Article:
Guerrero's story is important for Americans and she has an opportunity to use her celebrity (actress in Orange is the New Black and Jane the Virgin) to speak up for immigration reform in the U.S. Guerrero was born in the States but her parents were undocumented residents from Colombia. When Diane was 14 (she's 28 or 29 now), her parents were arrested and taken to detention facilities. When Diane came home from school, she realized they'd been taken, and she was on her own. Fortunately her father had arranged (via his 1 phone call) for a family friend to take Diane in, but a couple of years later, when the woman's older daughter became pregnant, Diane had to find shelter with another family friend.
Some parts of the book weren't as enjoyable to me (I didn't read it because she's famous--I don't watch TV) because they focused more on Guerrero's acting. But the parts in which she writes honestly about her struggles without parents, in her teen years, and the hard times she had parenting herself, are heartbreaking and meaningful. And she can be considered one of the lucky ones, since she did have stable friends to help her, and she was able to attend college and create a career.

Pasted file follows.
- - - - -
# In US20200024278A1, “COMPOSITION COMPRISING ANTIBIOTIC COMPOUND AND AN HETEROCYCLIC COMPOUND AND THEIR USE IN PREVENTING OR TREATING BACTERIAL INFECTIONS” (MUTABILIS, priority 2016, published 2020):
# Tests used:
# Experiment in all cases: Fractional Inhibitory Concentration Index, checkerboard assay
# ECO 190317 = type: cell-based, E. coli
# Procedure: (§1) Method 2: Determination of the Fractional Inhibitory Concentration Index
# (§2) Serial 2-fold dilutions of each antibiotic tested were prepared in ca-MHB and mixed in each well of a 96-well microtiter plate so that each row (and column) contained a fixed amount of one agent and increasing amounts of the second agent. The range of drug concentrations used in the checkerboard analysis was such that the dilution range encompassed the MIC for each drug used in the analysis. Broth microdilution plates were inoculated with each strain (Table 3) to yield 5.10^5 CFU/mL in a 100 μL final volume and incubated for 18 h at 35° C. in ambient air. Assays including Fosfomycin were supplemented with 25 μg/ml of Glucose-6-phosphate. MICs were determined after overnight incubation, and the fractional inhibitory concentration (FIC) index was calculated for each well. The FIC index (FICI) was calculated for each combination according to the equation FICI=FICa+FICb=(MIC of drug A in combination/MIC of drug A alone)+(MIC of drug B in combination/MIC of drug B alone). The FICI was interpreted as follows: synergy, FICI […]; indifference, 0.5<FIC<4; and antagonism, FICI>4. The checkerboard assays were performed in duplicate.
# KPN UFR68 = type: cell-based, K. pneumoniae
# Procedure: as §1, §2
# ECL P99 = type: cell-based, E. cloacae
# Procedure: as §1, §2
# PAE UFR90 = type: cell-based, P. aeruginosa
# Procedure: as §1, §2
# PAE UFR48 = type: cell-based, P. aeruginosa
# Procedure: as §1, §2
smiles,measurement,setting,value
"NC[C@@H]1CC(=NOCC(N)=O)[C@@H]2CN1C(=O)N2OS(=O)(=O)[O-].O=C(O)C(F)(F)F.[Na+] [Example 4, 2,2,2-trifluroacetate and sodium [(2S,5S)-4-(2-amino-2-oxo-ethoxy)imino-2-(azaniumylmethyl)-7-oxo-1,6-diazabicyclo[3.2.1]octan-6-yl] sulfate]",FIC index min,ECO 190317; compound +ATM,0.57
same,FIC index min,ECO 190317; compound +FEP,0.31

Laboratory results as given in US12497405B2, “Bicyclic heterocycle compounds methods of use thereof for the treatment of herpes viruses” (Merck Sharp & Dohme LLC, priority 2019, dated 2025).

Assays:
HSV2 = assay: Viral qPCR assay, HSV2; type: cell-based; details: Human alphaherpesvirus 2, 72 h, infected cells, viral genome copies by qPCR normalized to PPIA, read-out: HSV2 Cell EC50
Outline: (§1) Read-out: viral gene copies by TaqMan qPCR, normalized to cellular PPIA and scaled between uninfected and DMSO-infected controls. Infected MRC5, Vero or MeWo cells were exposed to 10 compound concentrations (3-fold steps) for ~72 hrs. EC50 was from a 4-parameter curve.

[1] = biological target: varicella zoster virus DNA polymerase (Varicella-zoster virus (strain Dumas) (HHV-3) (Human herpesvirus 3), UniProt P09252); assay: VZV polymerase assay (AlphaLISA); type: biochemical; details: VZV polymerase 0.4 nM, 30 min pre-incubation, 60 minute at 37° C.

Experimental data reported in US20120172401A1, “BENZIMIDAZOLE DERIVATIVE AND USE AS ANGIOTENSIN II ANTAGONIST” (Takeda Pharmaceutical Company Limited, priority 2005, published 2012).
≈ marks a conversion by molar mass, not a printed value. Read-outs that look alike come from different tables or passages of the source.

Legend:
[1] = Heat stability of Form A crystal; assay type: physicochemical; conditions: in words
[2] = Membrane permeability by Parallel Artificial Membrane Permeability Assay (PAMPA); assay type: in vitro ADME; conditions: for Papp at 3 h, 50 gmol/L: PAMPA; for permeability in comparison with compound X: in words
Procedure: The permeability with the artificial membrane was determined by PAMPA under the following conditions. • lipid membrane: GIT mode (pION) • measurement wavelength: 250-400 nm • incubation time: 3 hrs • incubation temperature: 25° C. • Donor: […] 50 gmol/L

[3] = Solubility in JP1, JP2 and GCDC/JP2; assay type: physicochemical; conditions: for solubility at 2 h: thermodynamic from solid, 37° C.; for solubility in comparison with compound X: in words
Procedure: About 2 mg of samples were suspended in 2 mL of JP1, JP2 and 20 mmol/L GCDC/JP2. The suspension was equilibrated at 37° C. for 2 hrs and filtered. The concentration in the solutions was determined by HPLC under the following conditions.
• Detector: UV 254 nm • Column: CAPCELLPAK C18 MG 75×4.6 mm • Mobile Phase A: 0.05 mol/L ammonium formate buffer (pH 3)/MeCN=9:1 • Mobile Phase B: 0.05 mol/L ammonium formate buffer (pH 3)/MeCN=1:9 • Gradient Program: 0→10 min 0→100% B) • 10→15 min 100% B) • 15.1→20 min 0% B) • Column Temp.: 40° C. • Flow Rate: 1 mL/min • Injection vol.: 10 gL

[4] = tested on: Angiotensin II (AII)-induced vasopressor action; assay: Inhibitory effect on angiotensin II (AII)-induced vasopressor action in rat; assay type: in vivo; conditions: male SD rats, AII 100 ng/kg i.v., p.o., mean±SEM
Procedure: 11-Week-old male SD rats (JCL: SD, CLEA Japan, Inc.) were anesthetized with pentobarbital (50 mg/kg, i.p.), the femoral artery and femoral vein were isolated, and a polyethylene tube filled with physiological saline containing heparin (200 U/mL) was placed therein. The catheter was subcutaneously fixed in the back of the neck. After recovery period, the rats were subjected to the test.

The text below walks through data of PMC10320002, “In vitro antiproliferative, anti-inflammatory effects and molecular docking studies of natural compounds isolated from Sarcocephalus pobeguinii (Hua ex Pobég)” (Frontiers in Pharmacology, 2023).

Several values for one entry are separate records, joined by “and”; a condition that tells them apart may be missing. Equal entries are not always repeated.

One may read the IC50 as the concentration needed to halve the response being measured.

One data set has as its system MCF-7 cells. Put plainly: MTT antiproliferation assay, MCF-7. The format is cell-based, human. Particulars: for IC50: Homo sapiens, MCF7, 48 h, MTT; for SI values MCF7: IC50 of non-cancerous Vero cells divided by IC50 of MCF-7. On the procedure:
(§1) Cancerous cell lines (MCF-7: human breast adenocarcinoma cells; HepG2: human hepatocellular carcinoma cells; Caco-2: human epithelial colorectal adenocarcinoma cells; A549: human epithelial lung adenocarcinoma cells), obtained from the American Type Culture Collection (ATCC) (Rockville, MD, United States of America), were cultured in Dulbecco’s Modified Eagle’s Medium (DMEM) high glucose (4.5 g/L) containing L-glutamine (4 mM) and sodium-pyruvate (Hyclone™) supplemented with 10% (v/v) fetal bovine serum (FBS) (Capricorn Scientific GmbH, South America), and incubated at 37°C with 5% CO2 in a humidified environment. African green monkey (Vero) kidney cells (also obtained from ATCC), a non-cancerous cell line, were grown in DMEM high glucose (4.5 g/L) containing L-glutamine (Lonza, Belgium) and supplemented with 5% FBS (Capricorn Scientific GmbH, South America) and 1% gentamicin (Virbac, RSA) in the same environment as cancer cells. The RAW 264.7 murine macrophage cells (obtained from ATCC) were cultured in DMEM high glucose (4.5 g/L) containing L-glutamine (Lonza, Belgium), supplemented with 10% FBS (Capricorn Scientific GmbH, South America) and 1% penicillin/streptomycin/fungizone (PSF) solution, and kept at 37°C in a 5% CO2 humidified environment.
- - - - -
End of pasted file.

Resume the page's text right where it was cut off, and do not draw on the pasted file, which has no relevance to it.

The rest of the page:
Most children in Guerrero's situation aren't so lucky, and it's a shame that our country benefits from the work of illegal immigrants (doing jobs Americans won't taking, paying into Social Security without being able to use those funds in their own retirement, being taken advantage of by lawyers and others who take their money to help them get a green card and magically disappear) and doesn't protect them and splits families apart. I don't hold with the notion that Guerrero should've followed her parents to Colombia--all 3 of them knew that the U.S. was her best chance of living a good life, even though their separation was heart-breaking. Most of us can't imagine the struggle involved. If this life had been my lot, I would've done everything in my power to give my child a better life--even if I had to live in secret and work terrible jobs. The U.S. needs to set up more realistic, humane laws to help these families--and to protect them from the shysters.